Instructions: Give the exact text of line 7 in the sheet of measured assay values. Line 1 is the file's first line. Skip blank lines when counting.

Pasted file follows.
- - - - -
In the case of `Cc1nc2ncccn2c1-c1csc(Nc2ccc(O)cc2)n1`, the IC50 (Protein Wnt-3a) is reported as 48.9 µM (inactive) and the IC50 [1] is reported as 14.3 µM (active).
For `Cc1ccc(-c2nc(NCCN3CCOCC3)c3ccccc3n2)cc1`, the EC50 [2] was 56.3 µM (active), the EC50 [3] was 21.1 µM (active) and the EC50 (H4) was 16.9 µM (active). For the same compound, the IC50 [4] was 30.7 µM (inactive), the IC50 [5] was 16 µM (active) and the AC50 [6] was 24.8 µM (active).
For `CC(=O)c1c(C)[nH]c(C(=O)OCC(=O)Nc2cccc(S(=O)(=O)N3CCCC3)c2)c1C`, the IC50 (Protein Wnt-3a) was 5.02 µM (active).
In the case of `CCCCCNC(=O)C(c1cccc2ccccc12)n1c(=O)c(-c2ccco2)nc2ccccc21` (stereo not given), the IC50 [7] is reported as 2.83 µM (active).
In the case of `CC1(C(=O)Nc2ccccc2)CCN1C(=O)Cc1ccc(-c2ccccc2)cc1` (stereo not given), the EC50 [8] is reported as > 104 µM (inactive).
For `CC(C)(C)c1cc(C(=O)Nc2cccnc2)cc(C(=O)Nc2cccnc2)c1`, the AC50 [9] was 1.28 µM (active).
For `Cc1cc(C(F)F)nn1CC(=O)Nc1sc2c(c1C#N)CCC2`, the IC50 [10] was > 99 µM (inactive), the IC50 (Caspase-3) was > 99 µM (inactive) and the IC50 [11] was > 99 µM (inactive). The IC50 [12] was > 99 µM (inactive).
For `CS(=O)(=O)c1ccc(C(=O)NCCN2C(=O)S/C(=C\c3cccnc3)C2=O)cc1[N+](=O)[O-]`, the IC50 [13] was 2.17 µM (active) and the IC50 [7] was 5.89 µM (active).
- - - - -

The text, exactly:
For `Cc1cc(C(F)F)nn1CC(=O)Nc1sc2c(c1C#N)CCC2`, the IC50 [10] was > 99 µM (inactive), the IC50 (Caspase-3) was > 99 µM (inactive) and the IC50 [11] was > 99 µM (inactive). The IC50 [12] was > 99 µM (inactive).